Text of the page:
The novel comes to us, however, at the raggedy finish of the tail-end of the “British boom” bell curve – and reads like it. Partly, this is a question of freshness, of the difficulty of being novel when too many ideas compete for too little space: few of Sullivan’s ideas have not been dealt with more fully elsewhere. Partly, it’s a question of control – the novel feels regularly as if it is about to shake loose of its moorings, and while in some hands and in some contexts this can be exciting in Sullivan’s and in this novel it is only unnerving. Though the book begins with a document insert – that instruction pamphlet – this technique evaporates even more rapidly than the Resistance; and, though its thriller structure provides a clear through-line, the novel’s pacing is bumpy as it proceeds from a bravely pyrotechnic opening through an extended chase and on into a more ontological final third. There are odd disjunctions of tone, too, as Sullivan’s thinly sketched near future UK comes to lack the ballast necessary to hold its own against the asteroid belts and prehistoric swamps of Pearl’s quantum-hopping: at one point, the angel’s ally, the likeable and redoubtable Scottish veterinarian Alison,  bathetically saves the day by growling, as if suddenly pastiching a 1970s conspiracy romp, “if I don’t return safely in forty-eight hours all of this will be released to the press” [p. 224]. In a novel which also features a chapter entitled “Dino battle BOOM”, this chimes oddly.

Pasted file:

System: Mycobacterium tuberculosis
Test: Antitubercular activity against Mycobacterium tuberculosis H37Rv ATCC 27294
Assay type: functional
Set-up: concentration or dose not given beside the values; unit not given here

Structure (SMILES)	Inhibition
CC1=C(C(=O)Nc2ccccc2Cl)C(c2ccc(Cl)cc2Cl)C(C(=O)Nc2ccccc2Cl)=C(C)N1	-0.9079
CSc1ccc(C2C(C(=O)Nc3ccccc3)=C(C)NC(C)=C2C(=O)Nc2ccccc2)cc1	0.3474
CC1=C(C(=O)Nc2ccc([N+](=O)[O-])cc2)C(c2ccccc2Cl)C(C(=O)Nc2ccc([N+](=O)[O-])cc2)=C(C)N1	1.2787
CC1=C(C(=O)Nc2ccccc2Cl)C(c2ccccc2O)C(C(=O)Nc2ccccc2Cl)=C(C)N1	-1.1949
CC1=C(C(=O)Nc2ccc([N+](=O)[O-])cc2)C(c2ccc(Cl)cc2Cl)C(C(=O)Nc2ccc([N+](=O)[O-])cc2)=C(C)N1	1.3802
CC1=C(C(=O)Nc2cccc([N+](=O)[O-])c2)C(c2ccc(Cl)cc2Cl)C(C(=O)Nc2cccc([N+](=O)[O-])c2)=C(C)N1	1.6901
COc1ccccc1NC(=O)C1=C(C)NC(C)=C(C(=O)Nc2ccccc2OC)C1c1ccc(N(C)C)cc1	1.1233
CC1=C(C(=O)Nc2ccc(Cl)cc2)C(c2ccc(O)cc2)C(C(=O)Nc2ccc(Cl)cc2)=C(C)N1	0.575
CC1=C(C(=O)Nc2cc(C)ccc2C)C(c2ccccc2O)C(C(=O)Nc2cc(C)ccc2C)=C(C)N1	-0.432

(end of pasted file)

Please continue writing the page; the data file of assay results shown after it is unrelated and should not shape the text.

There’s a lot in this novel – about commodification, and how one may do good in an itemised world, and what is and is not worth saving, anyway – but I’m not sure Sullivan is successful in finding the right frame, the right vehicle, for all this. Occupy Me is an awkward novel, and I couldn’t shake the sense that part of this gawkiness is a bashfulness in the face of the anxiety of influence. If the question at the heart of this year’s Clarke kerfuffles is “what sort of books should the award be recognising?”, then Occupy Me is trying to be precisely that kind of book – or at least exemplifies the sort of book that once reliably appeared in its shortlists. That, despite its lineage, its worthiness and its wisdom, it feels a little hackneyed and cannot quite cohere suggests why there is an argument that the Clarke, like SF itself, has moved on.